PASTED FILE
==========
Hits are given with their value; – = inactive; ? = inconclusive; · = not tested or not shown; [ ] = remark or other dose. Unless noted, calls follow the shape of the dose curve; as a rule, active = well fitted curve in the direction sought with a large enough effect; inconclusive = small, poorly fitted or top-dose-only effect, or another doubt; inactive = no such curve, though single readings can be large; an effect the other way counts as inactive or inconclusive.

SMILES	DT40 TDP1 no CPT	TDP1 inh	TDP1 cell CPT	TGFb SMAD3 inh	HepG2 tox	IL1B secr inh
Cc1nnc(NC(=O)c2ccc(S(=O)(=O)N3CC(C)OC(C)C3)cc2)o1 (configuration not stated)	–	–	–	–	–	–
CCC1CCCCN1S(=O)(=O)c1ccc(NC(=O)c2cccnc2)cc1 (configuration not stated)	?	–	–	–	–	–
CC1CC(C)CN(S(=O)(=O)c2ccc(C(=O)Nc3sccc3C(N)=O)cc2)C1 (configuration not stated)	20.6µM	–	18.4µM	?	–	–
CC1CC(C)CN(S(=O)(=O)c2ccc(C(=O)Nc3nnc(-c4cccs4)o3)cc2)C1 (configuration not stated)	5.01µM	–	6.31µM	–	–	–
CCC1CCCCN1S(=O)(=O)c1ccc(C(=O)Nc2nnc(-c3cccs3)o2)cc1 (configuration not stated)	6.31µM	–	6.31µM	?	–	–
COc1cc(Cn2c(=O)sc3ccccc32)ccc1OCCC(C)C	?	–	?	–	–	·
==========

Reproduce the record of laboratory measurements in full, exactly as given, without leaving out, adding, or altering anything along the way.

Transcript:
Hits are given with their value; – = inactive; ? = inconclusive; · = not tested or not shown; [ ] = remark or other dose. Unless noted, calls follow the shape of the dose curve; as a rule, active = well fitted curve in the direction sought with a large enough effect; inconclusive = small, poorly fitted or top-dose-only effect, or another doubt; inactive = no such curve, though single readings can be large; an effect the other way counts as inactive or inconclusive.

SMILES	DT40 TDP1 no CPT	TDP1 inh	TDP1 cell CPT	TGFb SMAD3 inh	HepG2 tox	IL1B secr inh
Cc1nnc(NC(=O)c2ccc(S(=O)(=O)N3CC(C)OC(C)C3)cc2)o1 (configuration not stated)	–	–	–	–	–	–
CCC1CCCCN1S(=O)(=O)c1ccc(NC(=O)c2cccnc2)cc1 (configuration not stated)	?	–	–	–	–	–
CC1CC(C)CN(S(=O)(=O)c2ccc(C(=O)Nc3sccc3C(N)=O)cc2)C1 (configuration not stated)	20.6µM	–	18.4µM	?	–	–
CC1CC(C)CN(S(=O)(=O)c2ccc(C(=O)Nc3nnc(-c4cccs4)o3)cc2)C1 (configuration not stated)	5.01µM	–	6.31µM	–	–	–
CCC1CCCCN1S(=O)(=O)c1ccc(C(=O)Nc2nnc(-c3cccs3)o2)cc1 (configuration not stated)	6.31µM	–	6.31µM	?	–	–
COc1cc(Cn2c(=O)sc3ccccc32)ccc1OCCC(C)C	?	–	?	–	–	·